By their amiable obliviousness to human reservations and sensibilities, dogs can dissolve human tensions. Jerome K. Jerome describes an unfortunate party where the six ladies invited belonged to different sets. They sat in two antagonistic groups until the family Newfoundland barged in. He saw that one group was sitting on one side of a screen, one on the other, thought, “That’s not a neatly arranged drove by people,” and forthwith knocked down the screen. After the resulting confusion, laughter, and apologies, “those six ladies were hopelessly herded together, the dog sitting eyeing them with contentment.” Then “he went in and out among them; he literally bullied them into friendship.”

Untroubled by the human need for critical evaluation, dogs can single-mindedly enjoy their dinner or their walk without fretting about higher or more important things or being bored by pleasures that happen the same way every day; the same how and field are new and exciting each time. Dogs can focus totally on the smells and sounds of their surroundings, without thinking of what happened two months ago or what might happen two months hence. With your dog, “You find yourself exercising two skills that are so elusive in the human world; the ability to live in the present, and the ability to share silence. Snapshot of peace.” Although we cannot simply delight in the pleasure of the moment without thinking about it, as dogs do, their enthusiasm can make us forget our preoccupations for a while and share their pleasure. Harold Monro watches his dog running joyfully ahead of him on a walk and regaling itself with the exciting smells, and tells it, “You carry our bodies forward away from mind / Into the light and fun of your useless day.” Dogs are loving and beloved friends whose company we can enjoy free of the artificial conventions and complicated demands of human society.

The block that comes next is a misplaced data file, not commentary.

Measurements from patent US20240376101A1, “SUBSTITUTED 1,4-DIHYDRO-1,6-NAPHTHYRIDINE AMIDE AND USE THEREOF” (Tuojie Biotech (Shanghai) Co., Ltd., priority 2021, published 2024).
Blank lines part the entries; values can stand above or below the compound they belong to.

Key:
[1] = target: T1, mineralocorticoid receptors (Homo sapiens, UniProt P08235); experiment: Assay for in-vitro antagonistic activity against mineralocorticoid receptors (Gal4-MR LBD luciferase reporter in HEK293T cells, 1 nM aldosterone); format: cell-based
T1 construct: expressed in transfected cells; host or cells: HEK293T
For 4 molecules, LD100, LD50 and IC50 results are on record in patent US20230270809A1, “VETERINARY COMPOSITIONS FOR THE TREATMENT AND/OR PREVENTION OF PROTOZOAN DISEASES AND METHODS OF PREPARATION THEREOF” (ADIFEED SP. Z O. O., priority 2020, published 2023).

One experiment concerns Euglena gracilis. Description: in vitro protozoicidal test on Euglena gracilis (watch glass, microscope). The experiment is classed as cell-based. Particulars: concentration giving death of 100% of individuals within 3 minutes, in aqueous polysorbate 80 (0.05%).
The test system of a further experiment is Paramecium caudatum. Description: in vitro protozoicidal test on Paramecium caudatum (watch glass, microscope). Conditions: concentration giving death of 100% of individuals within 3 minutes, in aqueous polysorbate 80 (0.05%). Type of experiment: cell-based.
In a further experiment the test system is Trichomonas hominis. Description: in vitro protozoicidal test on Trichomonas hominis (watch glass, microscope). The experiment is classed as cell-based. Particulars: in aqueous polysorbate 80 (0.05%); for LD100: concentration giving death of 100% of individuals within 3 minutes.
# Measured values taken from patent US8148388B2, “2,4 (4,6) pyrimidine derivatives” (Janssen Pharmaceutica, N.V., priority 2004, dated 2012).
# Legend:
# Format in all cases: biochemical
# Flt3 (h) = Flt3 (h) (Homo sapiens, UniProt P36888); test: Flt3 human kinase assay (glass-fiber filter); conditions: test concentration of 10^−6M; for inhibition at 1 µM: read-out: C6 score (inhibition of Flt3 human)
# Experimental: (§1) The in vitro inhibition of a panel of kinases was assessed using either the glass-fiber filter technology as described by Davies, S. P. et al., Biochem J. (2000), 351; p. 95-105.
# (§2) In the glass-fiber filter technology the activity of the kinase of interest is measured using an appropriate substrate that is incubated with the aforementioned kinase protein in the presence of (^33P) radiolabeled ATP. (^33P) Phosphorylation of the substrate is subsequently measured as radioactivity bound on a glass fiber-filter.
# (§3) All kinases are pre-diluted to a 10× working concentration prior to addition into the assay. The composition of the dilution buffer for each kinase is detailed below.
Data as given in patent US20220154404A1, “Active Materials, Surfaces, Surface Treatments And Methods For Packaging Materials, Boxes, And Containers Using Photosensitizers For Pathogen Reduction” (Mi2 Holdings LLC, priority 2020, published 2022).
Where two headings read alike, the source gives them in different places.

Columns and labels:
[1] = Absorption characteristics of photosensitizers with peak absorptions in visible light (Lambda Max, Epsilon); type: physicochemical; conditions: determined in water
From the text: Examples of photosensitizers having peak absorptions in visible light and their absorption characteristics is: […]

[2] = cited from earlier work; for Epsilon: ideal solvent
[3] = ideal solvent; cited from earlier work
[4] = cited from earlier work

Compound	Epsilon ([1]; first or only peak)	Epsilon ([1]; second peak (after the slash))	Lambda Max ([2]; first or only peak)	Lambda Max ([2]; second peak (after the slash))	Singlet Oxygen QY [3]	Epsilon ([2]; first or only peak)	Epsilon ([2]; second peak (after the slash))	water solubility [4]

The fact that we cannot communicate with dogs through words can actually improve our rapport. Dogs respond intensely to our feelings without even expecting an explanation, as a human listener inevitable would. W.H. Auden appreciated his dog’s absolutely unquestioning sympathy, given with no need to know the dreary details of an unhappy situation or who is to blame for it.

Jerome playfully explained the advantages of an inarticulate companion over the most congenial human: a dog will “not quarrel or argue with you. They never talk about themselves but listen to you while you talk about yourself, and keep up an appearance of being interested in the conversation. They never make stupid remarks,” or tactless or unkind ones. “They never tell us our faults…a dog…never makes it his business to inquire whether you are in the right or in the wrong, never bothers as to whether you are going up or down life’s ladder.”

Dogs are not troubled by the ambivalence that plagues almost all human relationships; as Freud said, they love their friends and bite their enemies. They offer us love that is not complicated by the calculation and critical examination engendered by human thought processes. And therefore we can feel the same simple love for them that they do for us. Cathy, the young businesswoman in Cathy Guisewite’s comic strip, has only one totally unambivalent relationship in her life; with her dog, Electra. She and her sometime beau Irving cannot avoid quarrels and misunderstandings, but they have no problem feeling and expressing love to their dogs. When Irving is going away for a few days and leaves his dog, Vivian, with Cathy, he hugs the dog, assures her he will call her twice a day, and tells her how very much he loves and will miss her. To Cathy, who stands expectantly with open arms, he mumbles, “Sorry. I’m just no good at goodbyes.” On his return, Vivian sits in a chair and resolutely ignores him. Cathy explains, “She’s punishing you for going away…She actually thinks that if she just lies there glaring and sulking, you’ll come groveling!” “Of course I’ll grovel! Come here, Baby!” I’m groveling!” he responds, while Cathy thinks, “So much to learn from our animal friends.”

Katharine Rogers, a Professor Emerita at the City University of New York, has published extensively on women's studies, 18th- and 19th century literature, and animals in life and literature. She lives in Bethesda with her dog and cat.